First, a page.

FIVE MONTHS AGO, control over St. Elizabeths Hospital formally shifted from federal to D.C. government control. The city's newly formed mental health commission faced a difficult transition from hospital to community based care. Some 600 staff positions were unfilled, leaving the system with too few physicians and nurses. The shortage could have been eased by now, but no action has been taken. Perhaps the city's elected officials are waiting until the new system flunks its accreditation test.

The Joint Commission on Accreditation of Hospitals will pass judgment on St. Elizabeths and the city's outpatient care system within the next few months. The Chicago-based commission is the principal accrediting body for the nation's hospitals. A shortage of trained staff could be a major problem. The city's mental health system has 741 staff vacancies -- roughly 20 percent of the system's authorized work force. About 70 registered nurse positions are vacant, and 150 other registered nurse positions have been filled -- on an emergency basis -- by nurse assistants. The shortage of physicians is only slightly less serious.

Other jurisdictions face similar problems because of a national shortage of nurses, but factors peculiar to the District have created barriers to hiring. Those barriers must be removed. The D.C. government's hiring process must be streamlined: it apparently takes 25 personnel steps and about three months. Repeatedly, job offers finally have been made to people who have already accepted jobs elsewhere. Also, District mental health administrators have requested a waiver of the city's residency requirement, which needs changing. Until that happens, a waiver should be granted. Too many potential employees can't find affordable housing in Washington. Mental health care officials say they would also liketo develop and offer some incentives to lure promising job prospects. Action is needed there too.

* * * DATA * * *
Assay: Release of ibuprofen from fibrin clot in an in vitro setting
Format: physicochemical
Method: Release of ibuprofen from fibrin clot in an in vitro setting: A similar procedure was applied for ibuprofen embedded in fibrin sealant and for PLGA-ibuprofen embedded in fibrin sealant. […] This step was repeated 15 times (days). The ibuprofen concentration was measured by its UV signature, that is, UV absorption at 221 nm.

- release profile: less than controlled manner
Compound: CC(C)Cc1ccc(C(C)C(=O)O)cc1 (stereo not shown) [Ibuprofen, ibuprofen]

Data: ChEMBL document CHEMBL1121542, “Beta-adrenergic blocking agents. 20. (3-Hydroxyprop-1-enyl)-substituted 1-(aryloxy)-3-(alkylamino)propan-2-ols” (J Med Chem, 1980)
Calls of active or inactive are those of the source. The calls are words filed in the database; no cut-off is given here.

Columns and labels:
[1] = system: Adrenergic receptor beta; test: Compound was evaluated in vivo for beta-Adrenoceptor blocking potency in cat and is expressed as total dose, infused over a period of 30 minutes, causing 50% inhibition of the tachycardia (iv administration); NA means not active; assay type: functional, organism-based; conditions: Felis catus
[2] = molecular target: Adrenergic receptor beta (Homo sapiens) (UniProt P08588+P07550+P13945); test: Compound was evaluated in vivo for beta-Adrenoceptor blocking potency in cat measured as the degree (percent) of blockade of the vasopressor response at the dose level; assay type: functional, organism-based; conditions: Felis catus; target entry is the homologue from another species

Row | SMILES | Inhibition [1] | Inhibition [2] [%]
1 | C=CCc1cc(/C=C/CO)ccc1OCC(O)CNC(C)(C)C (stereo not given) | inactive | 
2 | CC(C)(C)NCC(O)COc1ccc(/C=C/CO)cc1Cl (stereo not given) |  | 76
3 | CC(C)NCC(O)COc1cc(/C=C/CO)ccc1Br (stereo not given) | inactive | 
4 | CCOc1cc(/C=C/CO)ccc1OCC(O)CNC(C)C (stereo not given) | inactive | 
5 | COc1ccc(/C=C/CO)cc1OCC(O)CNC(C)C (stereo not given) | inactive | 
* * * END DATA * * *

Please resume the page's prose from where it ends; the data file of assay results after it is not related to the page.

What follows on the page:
Accreditation isn't the most important goal, although it would be a welcome boost to the D.C. government. Developing a mental health care system that successfully leads mental patients into independent living is more important. Rescuing the mentally ill from homeless shelters and the streets is also crucial. That won't happen if the system can't hire the skilled staff it needs.